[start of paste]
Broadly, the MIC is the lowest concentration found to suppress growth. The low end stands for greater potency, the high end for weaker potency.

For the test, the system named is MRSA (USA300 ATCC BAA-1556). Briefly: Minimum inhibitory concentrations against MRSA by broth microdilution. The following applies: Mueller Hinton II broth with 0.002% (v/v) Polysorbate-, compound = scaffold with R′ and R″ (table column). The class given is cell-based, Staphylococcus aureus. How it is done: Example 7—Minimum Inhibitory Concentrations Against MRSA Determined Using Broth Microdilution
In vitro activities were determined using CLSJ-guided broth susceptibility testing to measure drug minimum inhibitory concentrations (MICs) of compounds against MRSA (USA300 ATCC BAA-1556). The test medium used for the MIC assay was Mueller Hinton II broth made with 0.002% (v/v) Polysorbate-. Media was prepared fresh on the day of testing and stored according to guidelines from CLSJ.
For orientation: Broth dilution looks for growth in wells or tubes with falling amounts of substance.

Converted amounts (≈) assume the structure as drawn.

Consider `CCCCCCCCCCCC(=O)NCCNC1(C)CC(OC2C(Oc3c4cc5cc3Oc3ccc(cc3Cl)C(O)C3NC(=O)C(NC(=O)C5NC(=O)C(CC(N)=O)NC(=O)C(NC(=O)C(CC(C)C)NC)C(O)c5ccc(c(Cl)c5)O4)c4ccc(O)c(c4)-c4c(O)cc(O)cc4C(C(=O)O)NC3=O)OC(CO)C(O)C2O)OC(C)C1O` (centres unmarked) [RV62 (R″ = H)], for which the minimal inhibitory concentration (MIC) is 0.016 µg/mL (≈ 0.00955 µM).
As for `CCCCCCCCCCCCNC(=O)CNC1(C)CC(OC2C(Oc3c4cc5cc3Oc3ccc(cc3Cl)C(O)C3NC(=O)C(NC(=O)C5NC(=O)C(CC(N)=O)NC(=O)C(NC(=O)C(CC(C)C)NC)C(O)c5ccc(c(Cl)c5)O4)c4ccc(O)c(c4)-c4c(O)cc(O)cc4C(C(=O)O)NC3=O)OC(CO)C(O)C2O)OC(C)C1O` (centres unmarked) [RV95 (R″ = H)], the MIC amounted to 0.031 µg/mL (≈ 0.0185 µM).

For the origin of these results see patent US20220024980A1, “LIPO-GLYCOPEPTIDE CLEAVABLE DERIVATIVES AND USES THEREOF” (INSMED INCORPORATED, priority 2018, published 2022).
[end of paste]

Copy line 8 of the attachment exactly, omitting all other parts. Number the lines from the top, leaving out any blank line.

For the origin of these results see patent US20220024980A1, “LIPO-GLYCOPEPTIDE CLEAVABLE DERIVATIVES AND USES THEREOF” (INSMED INCORPORATED, priority 2018, published 2022).